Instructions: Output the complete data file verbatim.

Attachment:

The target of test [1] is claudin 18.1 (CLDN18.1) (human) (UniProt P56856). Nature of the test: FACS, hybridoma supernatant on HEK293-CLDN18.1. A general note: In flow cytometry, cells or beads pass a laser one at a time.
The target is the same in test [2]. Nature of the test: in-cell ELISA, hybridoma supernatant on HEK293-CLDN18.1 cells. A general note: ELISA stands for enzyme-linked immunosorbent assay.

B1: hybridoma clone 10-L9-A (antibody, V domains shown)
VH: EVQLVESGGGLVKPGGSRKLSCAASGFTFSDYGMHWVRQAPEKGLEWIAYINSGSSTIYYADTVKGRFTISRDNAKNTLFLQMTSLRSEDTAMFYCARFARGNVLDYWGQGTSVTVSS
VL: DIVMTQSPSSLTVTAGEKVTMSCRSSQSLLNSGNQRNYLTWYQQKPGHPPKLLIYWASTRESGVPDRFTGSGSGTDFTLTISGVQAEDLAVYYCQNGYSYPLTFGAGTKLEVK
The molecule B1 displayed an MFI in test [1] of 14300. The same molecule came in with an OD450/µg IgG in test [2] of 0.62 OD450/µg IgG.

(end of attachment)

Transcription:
The target of test [1] is claudin 18.1 (CLDN18.1) (human) (UniProt P56856). Nature of the test: FACS, hybridoma supernatant on HEK293-CLDN18.1. A general note: In flow cytometry, cells or beads pass a laser one at a time.
The target is the same in test [2]. Nature of the test: in-cell ELISA, hybridoma supernatant on HEK293-CLDN18.1 cells. A general note: ELISA stands for enzyme-linked immunosorbent assay.

B1: hybridoma clone 10-L9-A (antibody, V domains shown)
VH: EVQLVESGGGLVKPGGSRKLSCAASGFTFSDYGMHWVRQAPEKGLEWIAYINSGSSTIYYADTVKGRFTISRDNAKNTLFLQMTSLRSEDTAMFYCARFARGNVLDYWGQGTSVTVSS
VL: DIVMTQSPSSLTVTAGEKVTMSCRSSQSLLNSGNQRNYLTWYQQKPGHPPKLLIYWASTRESGVPDRFTGSGSGTDFTLTISGVQAEDLAVYYCQNGYSYPLTFGAGTKLEVK
The molecule B1 displayed an MFI in test [1] of 14300. The same molecule came in with an OD450/µg IgG in test [2] of 0.62 OD450/µg IgG.